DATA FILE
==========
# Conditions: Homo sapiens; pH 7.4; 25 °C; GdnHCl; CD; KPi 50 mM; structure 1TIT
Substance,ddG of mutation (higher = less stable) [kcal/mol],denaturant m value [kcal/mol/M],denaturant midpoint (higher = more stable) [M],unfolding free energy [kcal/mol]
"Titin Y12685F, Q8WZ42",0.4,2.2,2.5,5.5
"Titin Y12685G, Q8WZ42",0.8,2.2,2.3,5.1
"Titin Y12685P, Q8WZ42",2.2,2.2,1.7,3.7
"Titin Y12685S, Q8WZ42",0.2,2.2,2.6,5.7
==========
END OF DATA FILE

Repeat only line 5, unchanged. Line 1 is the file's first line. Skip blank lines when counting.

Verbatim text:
"Titin Y12685P, Q8WZ42",2.2,2.2,1.7,3.7